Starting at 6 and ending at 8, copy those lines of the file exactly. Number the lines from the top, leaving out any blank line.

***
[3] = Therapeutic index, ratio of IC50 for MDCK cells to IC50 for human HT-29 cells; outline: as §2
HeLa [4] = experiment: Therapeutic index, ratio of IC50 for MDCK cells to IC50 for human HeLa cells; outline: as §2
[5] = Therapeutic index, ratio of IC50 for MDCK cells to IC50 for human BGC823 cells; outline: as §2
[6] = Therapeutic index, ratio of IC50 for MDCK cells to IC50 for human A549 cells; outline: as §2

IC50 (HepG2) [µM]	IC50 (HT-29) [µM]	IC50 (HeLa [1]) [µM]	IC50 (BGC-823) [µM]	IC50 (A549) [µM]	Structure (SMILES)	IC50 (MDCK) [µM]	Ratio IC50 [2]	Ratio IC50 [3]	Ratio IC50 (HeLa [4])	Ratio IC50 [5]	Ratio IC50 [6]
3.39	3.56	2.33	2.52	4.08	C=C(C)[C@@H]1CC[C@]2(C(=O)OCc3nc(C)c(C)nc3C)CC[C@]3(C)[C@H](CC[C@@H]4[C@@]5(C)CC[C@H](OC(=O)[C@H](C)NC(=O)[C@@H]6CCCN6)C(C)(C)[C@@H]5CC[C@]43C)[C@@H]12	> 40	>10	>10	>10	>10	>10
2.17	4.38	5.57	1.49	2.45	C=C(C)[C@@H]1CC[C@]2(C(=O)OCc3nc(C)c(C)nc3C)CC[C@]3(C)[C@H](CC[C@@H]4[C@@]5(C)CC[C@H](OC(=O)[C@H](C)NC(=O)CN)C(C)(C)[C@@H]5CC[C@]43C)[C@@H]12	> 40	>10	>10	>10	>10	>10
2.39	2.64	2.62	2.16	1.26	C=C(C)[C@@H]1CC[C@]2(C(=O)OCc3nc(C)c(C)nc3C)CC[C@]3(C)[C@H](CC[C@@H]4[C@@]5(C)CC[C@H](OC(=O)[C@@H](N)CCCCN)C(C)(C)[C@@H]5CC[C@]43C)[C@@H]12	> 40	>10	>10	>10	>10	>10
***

3.39	3.56	2.33	2.52	4.08	C=C(C)[C@@H]1CC[C@]2(C(=O)OCc3nc(C)c(C)nc3C)CC[C@]3(C)[C@H](CC[C@@H]4[C@@]5(C)CC[C@H](OC(=O)[C@H](C)NC(=O)[C@@H]6CCCN6)C(C)(C)[C@@H]5CC[C@]43C)[C@@H]12	> 40	>10	>10	>10	>10	>10
2.17	4.38	5.57	1.49	2.45	C=C(C)[C@@H]1CC[C@]2(C(=O)OCc3nc(C)c(C)nc3C)CC[C@]3(C)[C@H](CC[C@@H]4[C@@]5(C)CC[C@H](OC(=O)[C@H](C)NC(=O)CN)C(C)(C)[C@@H]5CC[C@]43C)[C@@H]12	> 40	>10	>10	>10	>10	>10
2.39	2.64	2.62	2.16	1.26	C=C(C)[C@@H]1CC[C@]2(C(=O)OCc3nc(C)c(C)nc3C)CC[C@]3(C)[C@H](CC[C@@H]4[C@@]5(C)CC[C@H](OC(=O)[C@@H](N)CCCCN)C(C)(C)[C@@H]5CC[C@]43C)[C@@H]12	> 40	>10	>10	>10	>10	>10